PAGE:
One of the toughest things about having young children in the house is the sleep deprivation. Adults were meant to sleep for long, uninterrupted periods each and every night. The older we get, the more important this becomes. However, put a baby into the household, and watch the sleep time unravel.
Babies are on a whole different time table all together. Their physical immaturity means that at first they need to be fed and changed every two to four hours. That means that SOMEONE has to get up out of bed to take care of those tasks. We parents hold up fairly well at first. We love the little bundles, and we want what's best for them. We gladly get up in the middle of the night to tend to their needs.
But after a few weeks, and usually before baby has grown enough to learn to sleep through the night, our stamina begins to break down. We start to feel tired and cranky, and it becomes really difficult to keep up with day to day tasks that need to be accomplished. Here are some tips that may help at your house.
First of all, sleep when baby sleeps. Make sleep your priority. When the baby lays down for one of those nap periods that are scattered through the day, resist the temptation to do the laundry or try to catch up on the dishes. The chores will wait! Sleep! You will find that you will become quite proficient at taking short cat naps, and they really do help. When my girls were little, I developed the habit of napping during the day, and found that these naps were full of dreams. Sleep scientists know that we sleep in many cycles and that the dreaming phase of sleep is really important to feeling rested. Don't be surprised if your naps are loaded with dreams.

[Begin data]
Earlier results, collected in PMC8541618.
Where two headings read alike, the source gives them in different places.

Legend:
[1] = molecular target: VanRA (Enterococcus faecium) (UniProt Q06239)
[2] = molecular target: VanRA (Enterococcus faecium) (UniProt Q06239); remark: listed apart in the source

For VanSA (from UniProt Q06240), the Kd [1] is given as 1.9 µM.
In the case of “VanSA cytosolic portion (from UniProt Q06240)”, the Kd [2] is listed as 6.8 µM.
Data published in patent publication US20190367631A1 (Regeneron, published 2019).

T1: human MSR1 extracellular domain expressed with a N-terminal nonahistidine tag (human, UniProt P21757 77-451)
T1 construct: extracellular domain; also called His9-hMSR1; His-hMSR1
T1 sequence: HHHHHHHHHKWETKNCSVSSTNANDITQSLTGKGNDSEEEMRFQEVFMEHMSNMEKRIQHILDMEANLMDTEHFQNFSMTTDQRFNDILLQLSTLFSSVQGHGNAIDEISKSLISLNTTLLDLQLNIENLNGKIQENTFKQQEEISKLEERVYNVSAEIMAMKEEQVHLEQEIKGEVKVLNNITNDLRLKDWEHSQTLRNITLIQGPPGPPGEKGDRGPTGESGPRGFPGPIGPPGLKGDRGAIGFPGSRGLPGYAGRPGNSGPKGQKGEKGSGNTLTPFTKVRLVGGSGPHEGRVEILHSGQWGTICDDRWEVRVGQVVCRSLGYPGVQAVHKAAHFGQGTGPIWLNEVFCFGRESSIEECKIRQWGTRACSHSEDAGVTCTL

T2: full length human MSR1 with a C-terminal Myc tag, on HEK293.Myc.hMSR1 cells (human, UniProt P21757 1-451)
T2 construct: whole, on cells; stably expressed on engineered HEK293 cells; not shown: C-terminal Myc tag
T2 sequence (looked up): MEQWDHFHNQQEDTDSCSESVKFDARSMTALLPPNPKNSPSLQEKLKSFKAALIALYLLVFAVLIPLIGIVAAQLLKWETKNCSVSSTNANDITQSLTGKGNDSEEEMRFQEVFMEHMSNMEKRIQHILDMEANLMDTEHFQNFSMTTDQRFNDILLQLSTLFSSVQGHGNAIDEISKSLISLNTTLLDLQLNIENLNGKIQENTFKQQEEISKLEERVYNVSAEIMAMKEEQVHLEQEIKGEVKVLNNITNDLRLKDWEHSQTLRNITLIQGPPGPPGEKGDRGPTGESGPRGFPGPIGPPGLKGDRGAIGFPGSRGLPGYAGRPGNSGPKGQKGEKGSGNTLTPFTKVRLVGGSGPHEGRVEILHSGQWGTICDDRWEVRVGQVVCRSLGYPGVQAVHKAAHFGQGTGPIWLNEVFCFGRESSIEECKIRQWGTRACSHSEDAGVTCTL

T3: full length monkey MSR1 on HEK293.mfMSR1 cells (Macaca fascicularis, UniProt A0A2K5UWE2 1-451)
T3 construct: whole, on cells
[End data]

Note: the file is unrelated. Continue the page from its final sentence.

Take chances to rest, too. I mean really rest. Put your feet up or lie down when your baby is happily cooing in the baby seat or somewhere else that is safe. This lessens the physical strain on your body and makes those quiet moments count for more rest.
If you have a reliable sitter or spouse who is up to the job, let them do the baby care one or two nights per week. You'll find that even a few uninterrupted nights of rest will work wonders for your body. My husband and I arranged that I would do the nighttime care during the week, when he had to be up at a certain time for work. On Friday and Saturday nights, he got up with the little ones and I rolled over and went back to sleep. This arrangement worked very well for our family. If you are on your own, or if your spouse cannot help out in this way, you may want to consider grandparents, your siblings, or even hiring a babysitter. And if nighttime isn't workable, see if you can get help for a few hours during the day a few times each week and use that time to catch up on your sleep.
By now, I'm sure you've figured out just how important all this sleep can be. Without proper rest, it becomes very difficult to do your job as a parent. Not only do you get short-tempered with your family, you also start to make mistakes and miss things that are important because your thinking skills suffer when you are sleep deprived. Find a way to fix the problem. Don't allow your baby to suffer because you aren't getting enough sleep. You have options! Use them!